Beauty Really Is Skin-Deep for This Driller

With costs rising for offshore drillers, there could be a move by this driller to welcome joint venture partners to reduce financial pressure and risks.

Feb 14, 2014 at 10:11AM

Energy XXI (NASDAQ:EXXI), which is one of the larger offshore drillers in the Gulf of Mexico, has been making smart acquisitions for nearly eight years with a precise eye for finding the right oil field. The problem, at least "recent" problem I should say, as evidenced by its latest earnings call, has been operational issues. The company's drilling program has been held up due to slower than expected access to rigs, poor hedging of crude oil, and communications the company agrees need better improvement. So despite the shortfalls seen in recent months, is this company worth adding to your portfolio? The answer may come down to your time-table. 

Management will be presenting at the Credit Suisse Energy Summit in Colorado on Feb 11 and the Enercom Oil & Services Conference in San Francisco on February 18 so momentum players may find this name of interest. However, the aforementioned issues remain, albeit showing signs of improvement. Therefore from a valuation perspective, Energy XXI may be too attractive to pass up. It's this last point I'd like to focus on, since the deterioration in market cap since last October may have some rival companies (including existing partners) inquiring about an outright acquisition of the company, something management may be open to for a number of reasons. 

Buying production
The company just announced last Friday it boosted oil volumes for the third straight quarter. This could be intriguing to a number of potential suitors, even current JV partners like Freeport and ExxonMobil (NYSE:XOM), a company that needs to reverse its own declining production levels. Energy XXI's "acquire and exploit" mentality has served it well in recent years, but with other E&P players having fewer opportunities to add production, buying new assets could get expensive. This has me thinking acquiring Energy XXI may actually be a cheaper way to boost production for a larger player. Energy XXI has been buying back its own shares at an average price of $25.80, over 10% higher than the price at the close of trading on February 6 and nearly 20% above levels seen after the company's FY2014 Q2 earnings. 

Energy XXI still has ~$100 million left in its current buyback program, so downside in share prices could be limited. However, if it doesn't buy back its own stock and instead continues to buy production, does management risk losing whatever investor confidence remains? There may be a need to defend their share price to show would-be suitors the company is undervalued -- that is unless of course they were thinking of taking the company private, something I really don't is likely.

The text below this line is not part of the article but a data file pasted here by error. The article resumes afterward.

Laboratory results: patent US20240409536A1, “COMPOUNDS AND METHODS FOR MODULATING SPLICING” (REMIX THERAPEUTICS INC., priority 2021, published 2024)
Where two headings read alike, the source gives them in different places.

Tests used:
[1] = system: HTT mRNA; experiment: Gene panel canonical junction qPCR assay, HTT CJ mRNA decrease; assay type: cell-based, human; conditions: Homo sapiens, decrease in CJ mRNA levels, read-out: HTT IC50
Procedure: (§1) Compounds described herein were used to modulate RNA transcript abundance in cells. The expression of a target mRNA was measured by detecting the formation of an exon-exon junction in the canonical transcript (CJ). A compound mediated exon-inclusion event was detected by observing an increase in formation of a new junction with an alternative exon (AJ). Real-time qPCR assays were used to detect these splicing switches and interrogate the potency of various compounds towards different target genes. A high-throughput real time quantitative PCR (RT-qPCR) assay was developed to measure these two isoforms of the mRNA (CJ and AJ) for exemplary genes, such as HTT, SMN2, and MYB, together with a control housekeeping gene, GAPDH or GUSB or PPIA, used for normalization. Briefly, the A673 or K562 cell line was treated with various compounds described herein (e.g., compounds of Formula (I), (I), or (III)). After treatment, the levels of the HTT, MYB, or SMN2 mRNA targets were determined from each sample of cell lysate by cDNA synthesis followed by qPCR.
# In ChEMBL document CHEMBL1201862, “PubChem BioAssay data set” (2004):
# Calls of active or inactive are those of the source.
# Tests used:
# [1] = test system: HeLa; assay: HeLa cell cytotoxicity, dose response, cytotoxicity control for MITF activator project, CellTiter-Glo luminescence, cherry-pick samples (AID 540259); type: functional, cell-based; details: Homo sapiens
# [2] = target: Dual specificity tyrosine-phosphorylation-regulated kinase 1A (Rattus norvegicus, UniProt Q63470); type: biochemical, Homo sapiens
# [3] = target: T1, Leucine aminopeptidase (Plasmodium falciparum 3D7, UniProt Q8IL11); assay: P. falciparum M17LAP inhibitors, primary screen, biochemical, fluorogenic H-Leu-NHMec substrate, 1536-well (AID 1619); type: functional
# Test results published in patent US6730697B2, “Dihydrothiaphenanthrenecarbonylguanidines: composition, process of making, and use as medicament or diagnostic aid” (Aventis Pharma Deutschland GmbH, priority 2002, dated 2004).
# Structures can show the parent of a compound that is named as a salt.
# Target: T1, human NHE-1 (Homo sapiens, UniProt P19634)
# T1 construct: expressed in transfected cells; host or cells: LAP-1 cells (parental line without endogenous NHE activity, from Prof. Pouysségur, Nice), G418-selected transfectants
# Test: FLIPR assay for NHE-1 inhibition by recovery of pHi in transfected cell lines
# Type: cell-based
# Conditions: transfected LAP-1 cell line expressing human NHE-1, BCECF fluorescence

Bottom line
Down-time on rigs needs to reverse quickly. Additionally, the company will need a phenomenal back-end year performance in rig activity to remotely come close to its 10% production growth goals for 2014. The company has over $300 million in cash (over $1 billion in liquidity) which further makes the valuation look awfully cheap, something that may be a good long opportunity for patient investors.

Bad news for OPEC could be good news for investors
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John Licata has no position in any stocks mentioned. The Motley Fool has no position in any of the stocks mentioned. Try any of our Foolish newsletter services free for 30 days. We Fools may not all hold the same opinions, but we all believe that considering a diverse range of insights makes us better investors. The Motley Fool has a disclosure policy.

4 in 5 Americans Are Ignoring Buffett's Warning

Don't be one of them.

Jun 12, 2015 at 5:01PM

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David Hanson owns shares of Berkshire Hathaway and American Express. The Motley Fool recommends and owns shares of Berkshire Hathaway, Google, and Coca-Cola.We Fools don't all hold the same opinions, but we all believe that considering a diverse range of insights makes us better investors. The Motley Fool has a disclosure policy.

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